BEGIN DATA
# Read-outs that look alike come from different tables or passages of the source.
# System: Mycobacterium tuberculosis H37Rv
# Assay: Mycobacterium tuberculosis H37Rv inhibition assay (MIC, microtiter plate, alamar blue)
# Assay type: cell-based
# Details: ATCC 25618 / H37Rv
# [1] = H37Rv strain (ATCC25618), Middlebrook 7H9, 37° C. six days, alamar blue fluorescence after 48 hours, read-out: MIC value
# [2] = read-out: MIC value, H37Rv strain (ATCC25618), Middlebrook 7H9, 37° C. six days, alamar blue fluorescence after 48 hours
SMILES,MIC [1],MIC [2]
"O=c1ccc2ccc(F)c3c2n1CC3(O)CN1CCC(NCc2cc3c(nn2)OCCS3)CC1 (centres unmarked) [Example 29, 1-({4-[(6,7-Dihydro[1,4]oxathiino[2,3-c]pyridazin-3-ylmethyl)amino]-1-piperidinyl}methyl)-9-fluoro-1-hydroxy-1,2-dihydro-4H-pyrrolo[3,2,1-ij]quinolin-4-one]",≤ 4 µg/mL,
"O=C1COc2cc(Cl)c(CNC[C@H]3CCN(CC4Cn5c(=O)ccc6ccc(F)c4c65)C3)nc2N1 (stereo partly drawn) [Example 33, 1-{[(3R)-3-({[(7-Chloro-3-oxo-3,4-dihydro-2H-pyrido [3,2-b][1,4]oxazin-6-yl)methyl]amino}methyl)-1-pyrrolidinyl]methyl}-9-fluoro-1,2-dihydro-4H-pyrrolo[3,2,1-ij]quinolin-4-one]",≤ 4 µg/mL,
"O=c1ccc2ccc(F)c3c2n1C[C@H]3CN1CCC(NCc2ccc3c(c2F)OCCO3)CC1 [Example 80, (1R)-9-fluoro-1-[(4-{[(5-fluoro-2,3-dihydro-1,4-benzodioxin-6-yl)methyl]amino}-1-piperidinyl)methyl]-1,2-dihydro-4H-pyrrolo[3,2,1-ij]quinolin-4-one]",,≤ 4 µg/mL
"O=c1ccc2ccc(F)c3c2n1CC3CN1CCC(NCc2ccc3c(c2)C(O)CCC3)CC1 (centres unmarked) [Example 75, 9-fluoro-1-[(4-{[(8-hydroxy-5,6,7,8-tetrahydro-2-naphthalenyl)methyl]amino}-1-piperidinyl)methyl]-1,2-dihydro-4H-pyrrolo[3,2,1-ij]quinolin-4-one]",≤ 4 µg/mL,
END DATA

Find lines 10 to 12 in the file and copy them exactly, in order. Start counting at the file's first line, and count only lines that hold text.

"O=C1COc2cc(Cl)c(CNC[C@H]3CCN(CC4Cn5c(=O)ccc6ccc(F)c4c65)C3)nc2N1 (stereo partly drawn) [Example 33, 1-{[(3R)-3-({[(7-Chloro-3-oxo-3,4-dihydro-2H-pyrido [3,2-b][1,4]oxazin-6-yl)methyl]amino}methyl)-1-pyrrolidinyl]methyl}-9-fluoro-1,2-dihydro-4H-pyrrolo[3,2,1-ij]quinolin-4-one]",≤ 4 µg/mL,
"O=c1ccc2ccc(F)c3c2n1C[C@H]3CN1CCC(NCc2ccc3c(c2F)OCCO3)CC1 [Example 80, (1R)-9-fluoro-1-[(4-{[(5-fluoro-2,3-dihydro-1,4-benzodioxin-6-yl)methyl]amino}-1-piperidinyl)methyl]-1,2-dihydro-4H-pyrrolo[3,2,1-ij]quinolin-4-one]",,≤ 4 µg/mL
"O=c1ccc2ccc(F)c3c2n1CC3CN1CCC(NCc2ccc3c(c2)C(O)CCC3)CC1 (centres unmarked) [Example 75, 9-fluoro-1-[(4-{[(8-hydroxy-5,6,7,8-tetrahydro-2-naphthalenyl)methyl]amino}-1-piperidinyl)methyl]-1,2-dihydro-4H-pyrrolo[3,2,1-ij]quinolin-4-one]",≤ 4 µg/mL,